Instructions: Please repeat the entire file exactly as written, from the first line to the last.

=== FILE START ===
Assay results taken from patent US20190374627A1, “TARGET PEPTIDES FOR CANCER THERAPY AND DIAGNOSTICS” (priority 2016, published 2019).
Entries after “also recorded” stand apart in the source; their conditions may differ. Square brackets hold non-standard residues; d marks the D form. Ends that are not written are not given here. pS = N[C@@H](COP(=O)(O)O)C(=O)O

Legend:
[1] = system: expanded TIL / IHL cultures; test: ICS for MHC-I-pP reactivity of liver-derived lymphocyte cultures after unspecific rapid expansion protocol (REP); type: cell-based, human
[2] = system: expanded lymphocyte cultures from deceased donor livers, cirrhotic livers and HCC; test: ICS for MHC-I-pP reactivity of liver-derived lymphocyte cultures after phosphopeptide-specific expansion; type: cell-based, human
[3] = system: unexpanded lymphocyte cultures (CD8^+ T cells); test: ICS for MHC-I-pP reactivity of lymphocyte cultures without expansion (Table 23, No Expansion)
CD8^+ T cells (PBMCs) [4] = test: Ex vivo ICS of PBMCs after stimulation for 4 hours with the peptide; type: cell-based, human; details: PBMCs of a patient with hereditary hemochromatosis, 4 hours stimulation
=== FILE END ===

Assay results taken from patent US20190374627A1, “TARGET PEPTIDES FOR CANCER THERAPY AND DIAGNOSTICS” (priority 2016, published 2019).
Entries after “also recorded” stand apart in the source; their conditions may differ. Square brackets hold non-standard residues; d marks the D form. Ends that are not written are not given here. pS = N[C@@H](COP(=O)(O)O)C(=O)O

Legend:
[1] = system: expanded TIL / IHL cultures; test: ICS for MHC-I-pP reactivity of liver-derived lymphocyte cultures after unspecific rapid expansion protocol (REP); type: cell-based, human
[2] = system: expanded lymphocyte cultures from deceased donor livers, cirrhotic livers and HCC; test: ICS for MHC-I-pP reactivity of liver-derived lymphocyte cultures after phosphopeptide-specific expansion; type: cell-based, human
[3] = system: unexpanded lymphocyte cultures (CD8^+ T cells); test: ICS for MHC-I-pP reactivity of lymphocyte cultures without expansion (Table 23, No Expansion)
CD8^+ T cells (PBMCs) [4] = test: Ex vivo ICS of PBMCs after stimulation for 4 hours with the peptide; type: cell-based, human; details: PBMCs of a patient with hereditary hemochromatosis, 4 hours stimulation